PA lawmakers put education at top of agenda in election year

Part 51 of 51 in the series Educating America

Lawmakers are betting that education is the big issue with voters.

By Maura Pennington |

PHILADELPHIA — In the fight to win control of Harrisburg in 2014, the civil rights of students are in the forefront.

Education funding, access and outcomes in Pennsylvania have become central issues in a tense election year for the state. National activists are drawing attention to claims of inequality, while state legislators argue for budget priorities.

Dianne Piché, senior counsel and director of education program at the Leadership Conference on Civil and Human Rights, and David Sciarra, executive director of the Education Law Center in New Jersey, have raised the possibility of legal action to target fairness in education funding.

“The failure of states like Pennsylvania to guarantee all children an adequate education is among the most serious civil rights challenges in the United States today,” said Piché at a House Democratic Policy Committee hearing in Philadelphia last week.

Pennsylvania is spending more than $5.5 billion subsidizing basic education costs in the state’s 500 school districts, the highest total in history. In Philadelphia, the state is spending more than $983 million this year, also the highest in history.

Outcomes vary across urban, suburban and rural communities, though, and achievement gaps persist.

Education is an emotional issue with voters in a year when Pennsylvania’s governor, all 203 members of the state House of Representatives, half of the state Senators, and the entire 18-member U.S. congressional delegation face elections.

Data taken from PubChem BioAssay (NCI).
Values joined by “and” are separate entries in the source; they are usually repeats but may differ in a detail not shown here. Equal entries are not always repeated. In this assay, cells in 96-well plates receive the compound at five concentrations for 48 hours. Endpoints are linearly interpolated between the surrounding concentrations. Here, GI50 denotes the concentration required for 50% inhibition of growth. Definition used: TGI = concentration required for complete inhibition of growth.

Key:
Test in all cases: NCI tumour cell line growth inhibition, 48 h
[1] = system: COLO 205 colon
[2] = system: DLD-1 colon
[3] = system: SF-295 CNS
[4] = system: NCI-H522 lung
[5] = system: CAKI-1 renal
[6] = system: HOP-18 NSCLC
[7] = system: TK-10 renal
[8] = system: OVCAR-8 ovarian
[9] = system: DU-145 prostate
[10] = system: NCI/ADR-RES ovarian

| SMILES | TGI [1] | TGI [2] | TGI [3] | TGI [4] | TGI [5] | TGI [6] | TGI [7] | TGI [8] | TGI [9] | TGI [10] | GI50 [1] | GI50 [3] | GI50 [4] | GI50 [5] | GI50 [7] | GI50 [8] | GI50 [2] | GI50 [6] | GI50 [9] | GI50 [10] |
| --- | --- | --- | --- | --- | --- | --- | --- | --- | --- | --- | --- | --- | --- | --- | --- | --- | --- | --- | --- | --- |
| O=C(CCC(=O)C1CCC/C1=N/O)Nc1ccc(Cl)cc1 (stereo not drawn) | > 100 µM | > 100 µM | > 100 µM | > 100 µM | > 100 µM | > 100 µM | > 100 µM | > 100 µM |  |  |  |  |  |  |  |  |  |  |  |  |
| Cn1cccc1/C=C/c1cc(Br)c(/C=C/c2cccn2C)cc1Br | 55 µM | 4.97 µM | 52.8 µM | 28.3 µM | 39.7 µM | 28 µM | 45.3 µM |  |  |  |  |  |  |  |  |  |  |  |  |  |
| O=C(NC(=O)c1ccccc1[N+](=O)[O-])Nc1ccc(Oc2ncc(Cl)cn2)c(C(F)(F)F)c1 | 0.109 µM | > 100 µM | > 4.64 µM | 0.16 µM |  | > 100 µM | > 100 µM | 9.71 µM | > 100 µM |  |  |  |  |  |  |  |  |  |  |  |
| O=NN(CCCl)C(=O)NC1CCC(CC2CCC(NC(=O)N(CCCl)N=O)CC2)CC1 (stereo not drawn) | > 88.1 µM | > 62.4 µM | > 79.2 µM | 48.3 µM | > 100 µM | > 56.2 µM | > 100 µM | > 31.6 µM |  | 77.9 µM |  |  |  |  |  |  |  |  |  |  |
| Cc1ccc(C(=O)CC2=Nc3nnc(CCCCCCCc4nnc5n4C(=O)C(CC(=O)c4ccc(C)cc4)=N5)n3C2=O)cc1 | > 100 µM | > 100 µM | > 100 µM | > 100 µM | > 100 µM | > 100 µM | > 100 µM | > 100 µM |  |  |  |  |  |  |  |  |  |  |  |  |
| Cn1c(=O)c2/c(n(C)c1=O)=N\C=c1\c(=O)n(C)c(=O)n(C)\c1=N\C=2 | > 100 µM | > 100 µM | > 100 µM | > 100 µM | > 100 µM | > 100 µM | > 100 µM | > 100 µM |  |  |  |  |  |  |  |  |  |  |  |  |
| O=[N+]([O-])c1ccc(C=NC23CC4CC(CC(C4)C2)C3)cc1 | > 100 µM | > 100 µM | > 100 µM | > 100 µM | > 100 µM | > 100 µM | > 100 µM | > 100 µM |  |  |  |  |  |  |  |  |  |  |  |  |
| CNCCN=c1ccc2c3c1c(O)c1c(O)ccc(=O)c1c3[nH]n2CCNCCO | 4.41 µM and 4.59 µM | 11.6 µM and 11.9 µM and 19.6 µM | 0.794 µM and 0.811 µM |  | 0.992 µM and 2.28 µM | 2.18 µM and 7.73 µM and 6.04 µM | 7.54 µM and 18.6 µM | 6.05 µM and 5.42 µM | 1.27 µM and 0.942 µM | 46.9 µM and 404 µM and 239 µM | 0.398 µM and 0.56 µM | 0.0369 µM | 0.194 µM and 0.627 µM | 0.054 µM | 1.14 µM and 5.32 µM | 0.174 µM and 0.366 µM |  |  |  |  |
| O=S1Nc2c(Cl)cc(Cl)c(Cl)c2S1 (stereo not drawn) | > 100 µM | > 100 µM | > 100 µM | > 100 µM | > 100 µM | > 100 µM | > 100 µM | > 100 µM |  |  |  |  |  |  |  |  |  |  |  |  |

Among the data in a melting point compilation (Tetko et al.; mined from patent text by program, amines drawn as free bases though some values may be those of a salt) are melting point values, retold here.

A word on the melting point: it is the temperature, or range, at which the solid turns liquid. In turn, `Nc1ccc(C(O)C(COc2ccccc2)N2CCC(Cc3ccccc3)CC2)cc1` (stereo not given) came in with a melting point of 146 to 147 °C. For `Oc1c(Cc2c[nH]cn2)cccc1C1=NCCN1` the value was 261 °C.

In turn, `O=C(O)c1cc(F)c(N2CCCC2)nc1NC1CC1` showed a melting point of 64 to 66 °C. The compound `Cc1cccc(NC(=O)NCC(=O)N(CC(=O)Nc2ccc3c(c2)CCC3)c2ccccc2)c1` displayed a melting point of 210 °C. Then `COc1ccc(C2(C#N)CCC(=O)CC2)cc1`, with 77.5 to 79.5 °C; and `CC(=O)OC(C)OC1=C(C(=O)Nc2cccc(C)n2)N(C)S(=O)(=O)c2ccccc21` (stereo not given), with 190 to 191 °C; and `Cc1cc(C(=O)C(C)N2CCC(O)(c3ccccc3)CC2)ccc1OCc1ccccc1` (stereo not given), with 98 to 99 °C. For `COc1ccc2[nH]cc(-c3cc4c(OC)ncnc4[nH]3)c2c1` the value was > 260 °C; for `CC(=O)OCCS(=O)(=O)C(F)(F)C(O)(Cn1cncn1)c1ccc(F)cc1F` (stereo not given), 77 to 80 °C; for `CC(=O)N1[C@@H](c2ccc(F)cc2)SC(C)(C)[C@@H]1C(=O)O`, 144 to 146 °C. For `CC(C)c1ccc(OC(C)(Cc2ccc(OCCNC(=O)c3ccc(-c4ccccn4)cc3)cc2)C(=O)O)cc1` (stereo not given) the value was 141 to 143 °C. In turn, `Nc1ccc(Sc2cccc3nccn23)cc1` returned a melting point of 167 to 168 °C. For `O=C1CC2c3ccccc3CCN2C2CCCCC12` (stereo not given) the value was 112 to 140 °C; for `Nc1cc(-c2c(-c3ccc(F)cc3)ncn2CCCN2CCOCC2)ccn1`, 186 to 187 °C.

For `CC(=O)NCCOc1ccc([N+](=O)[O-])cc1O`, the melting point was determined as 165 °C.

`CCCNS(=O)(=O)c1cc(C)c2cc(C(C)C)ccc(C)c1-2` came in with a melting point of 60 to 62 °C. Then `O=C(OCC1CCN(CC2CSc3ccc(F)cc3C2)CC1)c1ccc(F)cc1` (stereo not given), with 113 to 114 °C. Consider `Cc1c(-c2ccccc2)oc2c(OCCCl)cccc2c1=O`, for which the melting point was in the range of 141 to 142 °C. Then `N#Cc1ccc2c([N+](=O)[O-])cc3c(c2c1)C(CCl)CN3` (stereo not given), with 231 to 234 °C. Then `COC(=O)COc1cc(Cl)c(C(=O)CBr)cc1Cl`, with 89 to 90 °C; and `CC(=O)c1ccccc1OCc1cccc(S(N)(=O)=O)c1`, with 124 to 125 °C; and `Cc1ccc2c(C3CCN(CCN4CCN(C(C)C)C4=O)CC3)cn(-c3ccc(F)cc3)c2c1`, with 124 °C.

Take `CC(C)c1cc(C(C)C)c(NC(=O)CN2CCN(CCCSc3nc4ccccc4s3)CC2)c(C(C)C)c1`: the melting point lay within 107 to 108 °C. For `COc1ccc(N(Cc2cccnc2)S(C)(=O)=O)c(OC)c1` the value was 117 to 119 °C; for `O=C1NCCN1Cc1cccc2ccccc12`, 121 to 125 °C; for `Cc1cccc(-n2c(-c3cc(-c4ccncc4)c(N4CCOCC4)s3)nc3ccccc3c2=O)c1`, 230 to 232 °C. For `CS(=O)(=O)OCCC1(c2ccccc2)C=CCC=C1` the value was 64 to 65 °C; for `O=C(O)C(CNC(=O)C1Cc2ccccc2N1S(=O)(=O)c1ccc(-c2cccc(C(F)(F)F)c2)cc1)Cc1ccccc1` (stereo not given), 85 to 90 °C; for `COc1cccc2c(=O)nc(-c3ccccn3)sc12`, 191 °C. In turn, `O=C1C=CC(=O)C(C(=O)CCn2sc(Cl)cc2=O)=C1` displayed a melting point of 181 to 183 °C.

“We know that the number one issue with voters is education and how we fund our public schools,” said Rep. Madeleine Dean, D-Montgomery. “How we educate our kids tells us how our economy will be.”

The push from reform coalitions in Washington raises the political stakes of education policy in the commonwealth and puts pressure on the incumbent administration and legislators.

“Any interest from the national government or national groups will give us some momentum here in Pennsylvania,” said Rep. W. Curtis Thomas, D-Philadelphia.

But Republicans stress that the current state budget spends more than $10 billion in state funds on education, including the $5.5 billion that goes directly to school districts’ costs.

“To continue to make education a state government priority we need more than rhetoric,” said state House Appropriations Chairman Rep. Bill Adolph, R-Delaware.

The complications that arise in providing public education aren’t simply a matter of money.

Some national advocacy groups think that’s where a lawsuit comes in and are eyeing the judicial climate to find potential avenues for dramatic change.

In the 1970s, the U.S. Supreme Court ruled that education is not a fundamental right under the Constitution, but the issue can still be battled in state courts. With the codification of education standards in recent years, the legal grounds to argue for equitable schooling have grown more substantial.

Whether or not Pennsylvania picks that fight, Democrats have their focus on political reality.

“There’s a case to be made with the public,” said Rep. Mike Sturla, D-Lancaster, chairman of the House Democratic Policy Committee.

Democrats hope to find enough support on education to claim victory in November’s elections. But Republicans are capitalizing on the issue too. This week, a GOP proposal to create a commission to study school funding inequity was moving through the state House.

For both sides, education will be front and center in the coming year.

Contact Maura Pennington at and follow her on Twitter @whatsthefracas.

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